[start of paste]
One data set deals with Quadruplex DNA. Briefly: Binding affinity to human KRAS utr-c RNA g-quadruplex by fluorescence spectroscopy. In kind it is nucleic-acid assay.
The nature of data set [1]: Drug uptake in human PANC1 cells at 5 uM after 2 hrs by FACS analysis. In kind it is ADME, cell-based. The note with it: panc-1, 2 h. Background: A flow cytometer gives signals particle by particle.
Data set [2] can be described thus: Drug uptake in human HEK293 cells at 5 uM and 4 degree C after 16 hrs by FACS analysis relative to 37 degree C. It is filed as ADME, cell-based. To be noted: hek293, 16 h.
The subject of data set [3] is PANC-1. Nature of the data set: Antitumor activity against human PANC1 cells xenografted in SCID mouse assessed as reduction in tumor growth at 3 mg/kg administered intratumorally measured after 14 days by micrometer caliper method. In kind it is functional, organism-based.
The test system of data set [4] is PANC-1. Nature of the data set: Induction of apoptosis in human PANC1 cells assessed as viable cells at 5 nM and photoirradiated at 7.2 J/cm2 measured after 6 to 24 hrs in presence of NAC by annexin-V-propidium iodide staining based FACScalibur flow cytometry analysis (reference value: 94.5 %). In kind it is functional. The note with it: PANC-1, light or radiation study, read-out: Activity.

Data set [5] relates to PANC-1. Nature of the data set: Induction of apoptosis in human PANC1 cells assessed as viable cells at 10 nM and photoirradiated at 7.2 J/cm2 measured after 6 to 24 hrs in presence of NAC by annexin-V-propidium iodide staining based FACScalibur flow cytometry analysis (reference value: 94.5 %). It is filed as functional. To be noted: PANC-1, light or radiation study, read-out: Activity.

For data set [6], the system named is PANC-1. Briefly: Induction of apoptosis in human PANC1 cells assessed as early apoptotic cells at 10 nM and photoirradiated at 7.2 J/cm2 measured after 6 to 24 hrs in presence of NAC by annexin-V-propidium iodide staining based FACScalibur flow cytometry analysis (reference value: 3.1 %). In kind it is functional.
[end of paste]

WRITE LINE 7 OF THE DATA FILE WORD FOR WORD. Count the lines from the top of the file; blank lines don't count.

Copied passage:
For data set [6], the system named is PANC-1. Briefly: Induction of apoptosis in human PANC1 cells assessed as early apoptotic cells at 10 nM and photoirradiated at 7.2 J/cm2 measured after 6 to 24 hrs in presence of NAC by annexin-V-propidium iodide staining based FACScalibur flow cytometry analysis (reference value: 3.1 %). In kind it is functional.